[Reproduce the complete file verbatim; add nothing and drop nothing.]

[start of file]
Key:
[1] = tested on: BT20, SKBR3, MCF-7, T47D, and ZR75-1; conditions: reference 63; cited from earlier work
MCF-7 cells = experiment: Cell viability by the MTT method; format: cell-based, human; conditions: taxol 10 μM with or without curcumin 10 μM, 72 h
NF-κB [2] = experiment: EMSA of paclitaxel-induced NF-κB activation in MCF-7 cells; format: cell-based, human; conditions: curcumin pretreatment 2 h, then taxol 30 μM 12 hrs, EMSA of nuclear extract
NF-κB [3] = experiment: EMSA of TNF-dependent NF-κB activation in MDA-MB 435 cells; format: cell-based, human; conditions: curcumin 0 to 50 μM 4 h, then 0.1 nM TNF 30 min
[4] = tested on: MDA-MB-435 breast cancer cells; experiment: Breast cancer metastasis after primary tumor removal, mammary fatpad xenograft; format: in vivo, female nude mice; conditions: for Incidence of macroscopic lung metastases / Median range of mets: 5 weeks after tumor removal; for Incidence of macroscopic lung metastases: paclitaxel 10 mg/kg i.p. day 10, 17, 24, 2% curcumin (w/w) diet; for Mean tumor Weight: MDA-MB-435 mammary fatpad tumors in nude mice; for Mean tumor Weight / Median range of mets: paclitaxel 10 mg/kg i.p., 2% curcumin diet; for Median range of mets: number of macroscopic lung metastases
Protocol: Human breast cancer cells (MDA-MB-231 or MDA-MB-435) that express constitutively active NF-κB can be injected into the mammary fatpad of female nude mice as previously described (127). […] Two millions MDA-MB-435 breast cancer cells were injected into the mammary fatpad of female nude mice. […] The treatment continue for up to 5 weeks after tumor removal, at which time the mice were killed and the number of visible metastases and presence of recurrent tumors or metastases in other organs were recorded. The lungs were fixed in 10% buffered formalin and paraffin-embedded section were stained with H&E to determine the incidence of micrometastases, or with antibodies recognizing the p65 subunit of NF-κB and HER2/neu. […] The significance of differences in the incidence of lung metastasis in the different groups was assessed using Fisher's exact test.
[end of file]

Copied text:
Key:
[1] = tested on: BT20, SKBR3, MCF-7, T47D, and ZR75-1; conditions: reference 63; cited from earlier work
MCF-7 cells = experiment: Cell viability by the MTT method; format: cell-based, human; conditions: taxol 10 μM with or without curcumin 10 μM, 72 h
NF-κB [2] = experiment: EMSA of paclitaxel-induced NF-κB activation in MCF-7 cells; format: cell-based, human; conditions: curcumin pretreatment 2 h, then taxol 30 μM 12 hrs, EMSA of nuclear extract
NF-κB [3] = experiment: EMSA of TNF-dependent NF-κB activation in MDA-MB 435 cells; format: cell-based, human; conditions: curcumin 0 to 50 μM 4 h, then 0.1 nM TNF 30 min
[4] = tested on: MDA-MB-435 breast cancer cells; experiment: Breast cancer metastasis after primary tumor removal, mammary fatpad xenograft; format: in vivo, female nude mice; conditions: for Incidence of macroscopic lung metastases / Median range of mets: 5 weeks after tumor removal; for Incidence of macroscopic lung metastases: paclitaxel 10 mg/kg i.p. day 10, 17, 24, 2% curcumin (w/w) diet; for Mean tumor Weight: MDA-MB-435 mammary fatpad tumors in nude mice; for Mean tumor Weight / Median range of mets: paclitaxel 10 mg/kg i.p., 2% curcumin diet; for Median range of mets: number of macroscopic lung metastases
Protocol: Human breast cancer cells (MDA-MB-231 or MDA-MB-435) that express constitutively active NF-κB can be injected into the mammary fatpad of female nude mice as previously described (127). […] Two millions MDA-MB-435 breast cancer cells were injected into the mammary fatpad of female nude mice. […] The treatment continue for up to 5 weeks after tumor removal, at which time the mice were killed and the number of visible metastases and presence of recurrent tumors or metastases in other organs were recorded. The lungs were fixed in 10% buffered formalin and paraffin-embedded section were stained with H&E to determine the incidence of micrometastases, or with antibodies recognizing the p65 subunit of NF-κB and HER2/neu. […] The significance of differences in the incidence of lung metastasis in the different groups was assessed using Fisher's exact test.